A dead bull elephant whose tusk had been hacked off was discovered by rangers in the Kruger National Park.
The head of the South African national parks rangers, Johan Jooste, said it was likely the bull was shot on purpose for its tusks. He said rangers patrolling the area noticed footprints of about four individuals leaving the park leading towards Mozambique.
The park’s borders, shared with Mozambique, are patrolled by the South African army to help fight rhino poaching, as poachers often smuggle horns out of the country. Since the beginning of the year, 245 rhinos have been killed in the Kruger.
Ivory poaching is rife on the African continent but South Africa had yet to be affected. Neighbouring Zimbabwe and Mozambique have reported an increase in the number of cases, including some where some animals were killed by cyanide poisoning.
Kruger park boasts an elephant population of 16,700, according to a count in 2012.
‘Greatest crisis in decades’ for Africa’s elephants
While South Africa has certainly been at the centre of Africa’s rhino poaching crisis – with 2,829 rhino reportedly killed by poachers there since 2010 – its elephant populations have escaped largely unscathed.
Elsewhere on the continent, the picture is bleak. Since 2011, when elephant poaching hit the highest levels on record in ten years, the slaughter has continued unabated. Now, between 25,000 and 35,000 elephants are reportedly being killed in Africa every year for their tusks. To the east of the Kruger Park – in Mozambique – thousands of elephants have been poached.
Africa’s elephants are facing their “greatest crisis in decades”, according to an inter-agency “rapid response assessment” published last year.
So is it possible that the Kruger National Park has lost only one elephant to poachers in “well over ten years,” as SANParks claimed in its original media release?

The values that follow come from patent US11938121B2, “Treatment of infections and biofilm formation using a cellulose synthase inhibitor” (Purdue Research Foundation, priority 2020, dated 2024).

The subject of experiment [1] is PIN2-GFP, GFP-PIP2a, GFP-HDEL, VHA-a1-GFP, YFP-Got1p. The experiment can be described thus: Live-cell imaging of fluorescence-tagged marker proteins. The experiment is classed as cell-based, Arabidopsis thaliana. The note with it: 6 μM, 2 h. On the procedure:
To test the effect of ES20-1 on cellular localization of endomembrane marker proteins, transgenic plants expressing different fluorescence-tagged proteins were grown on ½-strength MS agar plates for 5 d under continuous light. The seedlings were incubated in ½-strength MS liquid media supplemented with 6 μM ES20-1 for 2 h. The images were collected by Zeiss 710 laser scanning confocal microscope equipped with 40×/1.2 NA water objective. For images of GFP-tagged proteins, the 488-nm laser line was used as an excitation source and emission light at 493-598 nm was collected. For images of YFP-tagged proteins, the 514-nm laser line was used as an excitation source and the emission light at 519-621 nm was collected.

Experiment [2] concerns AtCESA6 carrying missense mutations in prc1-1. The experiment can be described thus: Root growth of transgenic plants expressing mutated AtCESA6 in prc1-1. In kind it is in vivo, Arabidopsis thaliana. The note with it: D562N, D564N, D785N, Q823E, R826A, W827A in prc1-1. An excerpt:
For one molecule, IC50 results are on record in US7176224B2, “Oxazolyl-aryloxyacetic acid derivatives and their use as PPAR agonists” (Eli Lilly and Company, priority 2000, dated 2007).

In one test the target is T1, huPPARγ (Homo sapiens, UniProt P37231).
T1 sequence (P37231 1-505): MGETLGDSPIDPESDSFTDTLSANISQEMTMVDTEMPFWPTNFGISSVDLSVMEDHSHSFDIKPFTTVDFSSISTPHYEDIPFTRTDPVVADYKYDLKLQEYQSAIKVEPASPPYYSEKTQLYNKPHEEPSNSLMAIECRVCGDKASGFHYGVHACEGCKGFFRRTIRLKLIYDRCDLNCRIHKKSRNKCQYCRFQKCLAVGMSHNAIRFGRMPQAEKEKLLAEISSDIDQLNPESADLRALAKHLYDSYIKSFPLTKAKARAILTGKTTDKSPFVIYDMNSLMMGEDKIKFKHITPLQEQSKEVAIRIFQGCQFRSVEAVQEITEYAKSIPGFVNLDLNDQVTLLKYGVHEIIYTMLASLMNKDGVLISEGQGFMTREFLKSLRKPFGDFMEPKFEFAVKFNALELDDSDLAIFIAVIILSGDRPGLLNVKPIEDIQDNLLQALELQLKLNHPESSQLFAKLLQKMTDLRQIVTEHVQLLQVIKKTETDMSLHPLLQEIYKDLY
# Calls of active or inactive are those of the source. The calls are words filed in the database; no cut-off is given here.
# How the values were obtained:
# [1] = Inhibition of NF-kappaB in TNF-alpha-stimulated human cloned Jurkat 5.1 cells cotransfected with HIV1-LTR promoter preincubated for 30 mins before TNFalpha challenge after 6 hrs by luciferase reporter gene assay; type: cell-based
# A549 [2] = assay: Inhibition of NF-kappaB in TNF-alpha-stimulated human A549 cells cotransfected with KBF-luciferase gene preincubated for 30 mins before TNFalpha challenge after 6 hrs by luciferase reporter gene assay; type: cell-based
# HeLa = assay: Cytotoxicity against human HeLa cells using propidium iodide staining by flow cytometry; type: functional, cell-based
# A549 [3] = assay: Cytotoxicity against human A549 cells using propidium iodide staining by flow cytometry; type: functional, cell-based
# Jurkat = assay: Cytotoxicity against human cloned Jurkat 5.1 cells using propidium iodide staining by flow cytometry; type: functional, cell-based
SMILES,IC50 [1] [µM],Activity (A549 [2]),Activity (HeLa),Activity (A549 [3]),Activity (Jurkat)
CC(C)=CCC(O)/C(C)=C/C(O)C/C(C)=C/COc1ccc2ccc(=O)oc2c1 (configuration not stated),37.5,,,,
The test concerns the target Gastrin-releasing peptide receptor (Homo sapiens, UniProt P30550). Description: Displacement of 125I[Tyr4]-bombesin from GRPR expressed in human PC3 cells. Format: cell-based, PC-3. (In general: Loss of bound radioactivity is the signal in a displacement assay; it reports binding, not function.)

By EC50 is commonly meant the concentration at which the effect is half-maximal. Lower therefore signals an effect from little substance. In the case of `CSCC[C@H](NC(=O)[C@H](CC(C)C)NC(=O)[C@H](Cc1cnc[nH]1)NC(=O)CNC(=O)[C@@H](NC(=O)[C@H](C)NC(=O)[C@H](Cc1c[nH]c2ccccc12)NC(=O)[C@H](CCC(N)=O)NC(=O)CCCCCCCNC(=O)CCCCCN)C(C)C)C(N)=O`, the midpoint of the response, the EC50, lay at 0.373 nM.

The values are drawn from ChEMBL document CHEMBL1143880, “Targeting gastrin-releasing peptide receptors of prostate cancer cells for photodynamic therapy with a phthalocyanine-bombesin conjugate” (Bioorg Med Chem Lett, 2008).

Other poaching incidents recorded
Data collected as part of the MIKE programme – which was established under the auspices of the international Convention on Trade in Endangered Species (CITES) to monitor the illegal killing of elephants – suggests otherwise:
A recent MIKE report indicates that poachers killed a total of at least three elephants in Kruger during the course of 2007, 2009 and 2011. There are also anecdotal reports of Kruger elephants being killed after crossing the border into Mozambique.
Ken Maggs, the head of SANParks’s environmental crime investigations unit, confirmed to Africa Check that the MIKE data was “correct apart from 2011 where we have two [incidents] recorded”.
“All these animals were indeed poached… but according to evidence found at these scenes were not, we believe, purposely killed for the ivory but rather accidently or rather opportunistically killed by snares set by snare poachers targeting other larger ‘bush meat’ animals like buffalo, hippo.
“The recent Pafuri elephant was however believed to have been the first elephant in many years that was targeted for its ivory, possibly when the poaching group, looking for rhino, failed to locate a rhino and shot the elephant before departing the park,” Maggs said.